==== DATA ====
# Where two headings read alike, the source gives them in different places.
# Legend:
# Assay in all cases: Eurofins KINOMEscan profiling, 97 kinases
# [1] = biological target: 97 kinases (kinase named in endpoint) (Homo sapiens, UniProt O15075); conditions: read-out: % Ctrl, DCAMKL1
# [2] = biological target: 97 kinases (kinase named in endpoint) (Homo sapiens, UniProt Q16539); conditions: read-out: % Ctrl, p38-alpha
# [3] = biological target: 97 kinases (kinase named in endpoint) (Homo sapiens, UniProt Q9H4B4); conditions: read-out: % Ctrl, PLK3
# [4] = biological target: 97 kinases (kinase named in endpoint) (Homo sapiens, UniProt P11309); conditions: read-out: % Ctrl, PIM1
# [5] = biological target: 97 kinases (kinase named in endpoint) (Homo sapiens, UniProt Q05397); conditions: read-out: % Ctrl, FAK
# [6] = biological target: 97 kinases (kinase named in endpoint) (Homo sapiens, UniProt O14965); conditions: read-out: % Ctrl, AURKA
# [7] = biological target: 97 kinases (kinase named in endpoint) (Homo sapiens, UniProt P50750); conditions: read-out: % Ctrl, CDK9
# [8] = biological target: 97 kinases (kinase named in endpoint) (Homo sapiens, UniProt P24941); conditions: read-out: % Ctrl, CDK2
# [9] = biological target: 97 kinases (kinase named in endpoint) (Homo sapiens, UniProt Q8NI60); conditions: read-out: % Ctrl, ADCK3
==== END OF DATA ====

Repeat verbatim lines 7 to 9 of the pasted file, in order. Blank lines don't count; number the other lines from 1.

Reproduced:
# [4] = biological target: 97 kinases (kinase named in endpoint) (Homo sapiens, UniProt P11309); conditions: read-out: % Ctrl, PIM1
# [5] = biological target: 97 kinases (kinase named in endpoint) (Homo sapiens, UniProt Q05397); conditions: read-out: % Ctrl, FAK
# [6] = biological target: 97 kinases (kinase named in endpoint) (Homo sapiens, UniProt O14965); conditions: read-out: % Ctrl, AURKA